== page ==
And people who feel economically marginalised naturally look to things to blame for their predicament.
We have all seen what how the Paris yellow-vest movement grew from a protest against an environmental fuel tax into full-on street riots aimed at the French government.
You may recall, in stark contrast, we had placard-waving school children ‘on strike’ across Australia demanding more action on climate change.
It was even more telling that even when the French government backpedalled, the rioting in Paris continued, and threatened to descend further.
At risk is social cohesion.
Social cohesion is something that has always been robust in Australia but now looks more fragile than it has ever been since the Vietnam War moratoriums.
The divide between the haves and the have nots is deepening.
Often that manifests in a suspicion or loathing of government, immigrants and foreigners, as well as opening class resentments and divides along political alignments.
A common sentiment is that policy makers and elites have, in the eyes of these protesters, lost touch with ordinary folk.
Big business is not blameless here, either.
The erosion of public trust in big business mirrors the erosion of trust in political parties and religious institutions and is well documented, not the least of which in findings of Royal Commissions of Inquiry.
The levels of executive remuneration now regularly draw strikes from shareholders at AGMs, especially at a time of flat wages growth for everyone else.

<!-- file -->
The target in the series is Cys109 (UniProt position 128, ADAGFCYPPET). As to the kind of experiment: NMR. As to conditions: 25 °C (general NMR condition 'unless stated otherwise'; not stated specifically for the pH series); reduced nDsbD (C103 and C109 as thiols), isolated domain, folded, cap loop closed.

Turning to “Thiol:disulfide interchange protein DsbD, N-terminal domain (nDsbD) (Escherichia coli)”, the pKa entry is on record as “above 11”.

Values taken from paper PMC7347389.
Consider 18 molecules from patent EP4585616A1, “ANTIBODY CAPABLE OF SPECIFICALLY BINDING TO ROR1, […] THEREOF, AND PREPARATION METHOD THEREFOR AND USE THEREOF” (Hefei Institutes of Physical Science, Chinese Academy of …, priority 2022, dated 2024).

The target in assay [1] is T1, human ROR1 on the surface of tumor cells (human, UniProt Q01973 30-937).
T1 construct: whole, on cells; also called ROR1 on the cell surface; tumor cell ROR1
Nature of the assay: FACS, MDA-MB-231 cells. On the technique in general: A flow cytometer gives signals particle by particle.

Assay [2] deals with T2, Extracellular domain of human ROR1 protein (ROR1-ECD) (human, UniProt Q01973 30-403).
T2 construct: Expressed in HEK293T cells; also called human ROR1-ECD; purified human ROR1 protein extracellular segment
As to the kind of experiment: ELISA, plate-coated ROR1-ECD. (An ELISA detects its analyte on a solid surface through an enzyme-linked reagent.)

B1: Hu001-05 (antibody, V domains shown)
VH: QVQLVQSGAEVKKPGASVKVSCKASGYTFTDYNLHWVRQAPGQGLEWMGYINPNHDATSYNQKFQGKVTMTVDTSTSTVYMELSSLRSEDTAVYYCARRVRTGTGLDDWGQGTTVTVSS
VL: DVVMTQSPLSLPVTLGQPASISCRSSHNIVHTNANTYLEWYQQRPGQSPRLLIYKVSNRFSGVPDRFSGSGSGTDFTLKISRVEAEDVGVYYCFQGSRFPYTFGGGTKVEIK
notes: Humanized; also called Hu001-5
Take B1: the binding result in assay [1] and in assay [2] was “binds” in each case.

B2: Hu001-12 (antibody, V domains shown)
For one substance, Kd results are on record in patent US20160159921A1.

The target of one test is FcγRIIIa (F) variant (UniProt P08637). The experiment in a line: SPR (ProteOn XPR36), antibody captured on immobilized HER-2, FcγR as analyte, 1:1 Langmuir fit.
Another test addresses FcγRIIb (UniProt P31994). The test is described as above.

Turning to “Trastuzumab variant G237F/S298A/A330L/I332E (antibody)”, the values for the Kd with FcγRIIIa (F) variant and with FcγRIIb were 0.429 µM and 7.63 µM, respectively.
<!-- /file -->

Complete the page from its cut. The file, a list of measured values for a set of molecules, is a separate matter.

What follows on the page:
The amount of taxes companies pay has never been more publicly scrutinised.
I’m proud to say the resources and energy industries are better than most when it comes to spreading the prosperity to communities.
I can’t overstate the importance of the industry’s investment to regional and indigenous Australians.
Investment in the Queensland LNG sector, for example, has breathed life into the regional economy – delivering well-paid jobs and a separate investment cycle that acts as a hedge in economies reliant on income from single agricultural commodities.
The Queensland LNG investment created 40,000 jobs during the construction phase and ongoing employment for 13,000 people.
Resource projects bring prosperity to regional Australia.
Resource projects bring training and high-skilled, well-paid jobs.
Resource projects provide a rewarding future for young people in towns.
As these skilled workers contribute to these productive economic areas, their labour will fuel both higher wages and further investment – ultimately leading to more and higher paying jobs.
As we heard in this very room last December, wages in the resources industry are the highest of all Australian industries.
Australia’s resources minister pointed out resource workers earn more than double the average wage.
But we must do a much better job of telling this regional development story.
Failure to do so simply arms the naysayers in capital city cafés.
There are of course a range of loosely to highly organised activists who want to close the fossil fuel industry down…
…irrespective of how strictly it adheres to environmental standards…
…irrespective of the employment it brings to regional Australia, and…
…irrespective of how necessary its products are to everyday life: for transport, heating, building materials, agriculture and manufacturing.
The point is, we need more and cleaner energy solutions developed, not fewer.
The industry needs more investment decisions to ready the supply, reliability and affordability of energy for the future.
More investment, not less.
To do this, we need to do one thing exceptionally well…and this is the challenge I would like to leave you with today.